Dow, S&P 500 end higher on Microsoft, Europe data

NEW YORK Wed Nov 6, 2013 5:00pm EST

1 of 2. A trader works on the floor of the New York Stock Exchange, November 4, 2013.

Credit: Reuters/Brendan McDermid

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NEW YORK (Reuters) - The Dow industrials closed at a record high on Wednesday, led by gains in Microsoft Corp (MSFT.O) and encouraging European economic data, while the S&P 500 also rose but closed shy of its own record.

Meanwhile the Nasdaq fell, hurt by losses in Tesla Motors and as investors readied for Twitter's much-anticipated IPO.

The benchmark S&P 500 rose as high as 1,773.79 intraday, above its closing high of 1,771.95 set on Oct 29. Its all-time intraday peak came the day after at 1,775.22.

Microsoft was the biggest gainer on the blue chip Dow index after Reuters reported the company had narrowed its CEO search to a handful of names. Its shares rose 4.2 percent to $38.18 after rising as high as $38.22, the highest since July 2000.

However, other big technology shares slipped. Apple Inc (AAPL.O) was down 0.3 percent at $520.92, Facebook Inc (FB.O) was down almost 2 percent at $49.12. Google (GOOG.O) which fell as low as $1,015.37 earlier, closed up 0.1 percent at $1,022.75.

"The market is pretty much all green but those three big powerful tech names are slightly down," said Daniel Morgan, vice president and senior portfolio manager at Synovus Investment Advisors.

"It's interesting that these three companies have had such great momentum and fundamentals - I don't know if some of that money is shifting out in anticipation of Twitter."

Twitter Inc (TWTR.N) is expected to begin trading on Thursday in the hottest IPO of the year. The microblogging network, which has yet to turn a profit, has amassed 230 million users in seven years, including heads of state, celebrities and activists.

One day before the social media giant's IPO, several other companies sold shares that debuted on Wednesday. Barracuda Networks Inc (CUDA.N) shares jumped nearly 20 percent to $21.55, but several other IPOs barely moved in their first day of action.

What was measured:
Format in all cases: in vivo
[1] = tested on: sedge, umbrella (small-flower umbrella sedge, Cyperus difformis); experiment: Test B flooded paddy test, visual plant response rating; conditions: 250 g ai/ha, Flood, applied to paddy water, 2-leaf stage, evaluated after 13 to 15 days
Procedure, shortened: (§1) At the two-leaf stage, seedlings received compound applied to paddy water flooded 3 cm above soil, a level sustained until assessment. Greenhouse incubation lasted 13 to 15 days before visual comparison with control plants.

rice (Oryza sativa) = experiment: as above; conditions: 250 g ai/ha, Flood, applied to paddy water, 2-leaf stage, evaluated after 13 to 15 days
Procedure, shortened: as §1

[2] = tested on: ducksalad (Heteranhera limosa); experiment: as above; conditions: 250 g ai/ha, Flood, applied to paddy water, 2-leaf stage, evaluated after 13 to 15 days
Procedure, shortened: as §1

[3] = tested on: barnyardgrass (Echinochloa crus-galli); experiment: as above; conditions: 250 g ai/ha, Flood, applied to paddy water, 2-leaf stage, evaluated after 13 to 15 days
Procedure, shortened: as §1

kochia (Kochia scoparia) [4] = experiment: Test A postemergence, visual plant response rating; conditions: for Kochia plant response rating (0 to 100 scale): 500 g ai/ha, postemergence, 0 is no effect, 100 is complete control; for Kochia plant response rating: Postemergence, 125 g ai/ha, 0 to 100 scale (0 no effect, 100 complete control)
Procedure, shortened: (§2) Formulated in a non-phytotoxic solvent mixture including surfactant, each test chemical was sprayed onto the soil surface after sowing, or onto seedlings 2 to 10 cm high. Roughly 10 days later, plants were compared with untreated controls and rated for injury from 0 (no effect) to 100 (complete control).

"One of the barometers for the health of market conditions we look at is the ability for the market to absorb a large amount of IPOs," said Art Hogan, managing director at Lazard Capital Markets in New York.

If all 13 scheduled IPOs price this week, it will be the busiest week of the year in terms of the number of primary issues since September 2007 According to Thomson Reuters data.

The Dow Jones industrial average .DJI was up 128.66 points, or 0.82 percent, at 15,746.88. The Standard & Poor's 500 Index .SPX was up 7.52 points, or 0.43 percent, at 1,770.49. The Nasdaq Composite Index .IXIC was down 7.92 points, or 0.20 percent, at 3,931.95.

Another sign of encouragement came from German industrial orders rising more than expected, which is significant as the country is the economic engine of the euro zone.

Weighing on the Nasdaq was Tesla Motors Inc (TSLA.O), which saw shares slump more than 14 percent to $151.16 after the electric car maker forecast a weaker-than-expected fourth-quarter profit and its third-quarter Model S deliveries disappointed some analysts. Shares are up 350 percent for the year, and the stock has been a target of short-sellers who see it as overvalued.

Ralph Lauren Corp (RL.N) shares advanced 5.5 percent to $180.52 after the designer clothing company raised the lower end of its full-year sales forecast on the expectation of strong gains during the holiday quarter and increased its dividend.

Abercrombie & Fitch Co (ANF.N) shares fell 13.5 percent to $33.13 on Wednesday after the company reported a seventh quarterly fall in same-store sales in a row and warned of a tough holiday season.

About 6.2 billion shares of NYSE-listed securities, AMEX and regional exchange-listed securities and Nasdaq-listed securities traded on Wednesday, according to data by Bats Global Markets.

(Reporting by Angela Moon; Editing by Nick Zieminski)

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Comments (1)
brotherkenny4 wrote:
It continues on because no one is taking the bait. The intent was to push people out of savings and bonds and into the market where this artificially created bubble could be burst thus destroying the savings of the few people left who are middle class. People are on to you thieves (basnkers). The bankers also don’t recognize the difference in the GOP. It used to be these were the brainwashed middleclassers that believed they could become rich (even thought they never did) on the stock market. Now however, the GOP is more and more the tea party folks and they are not bright enough in general to make enough to invest. The liberals either don’t have the bread or don’t have the greed. So who, I ask is being convinced to stick their lifes saving in stocks? No one apparently because the fed keeps on with the scam. Now, I know the wealthy believe if they create more poverty they will be able to force people into crappy jobs with no way of ever getting ahead, which is of course the old robber baron way of enslaving people, but I doubt that will work. Simply because information (truth basically) is more available than in the past when communities could be isolated and manipulated with the help of priests and teachers. Ben Bernanke is oblivious to these realities because he has lived a sheltered and pampered life. He knows nothing of the real world. His philosophies are those of the past and he himself is not perceptive enough to see the coming change. It may not be pretty, but it is real, and he won’t know what it means.

Nov 06, 2013 10:14am EST  --  Report as abuse
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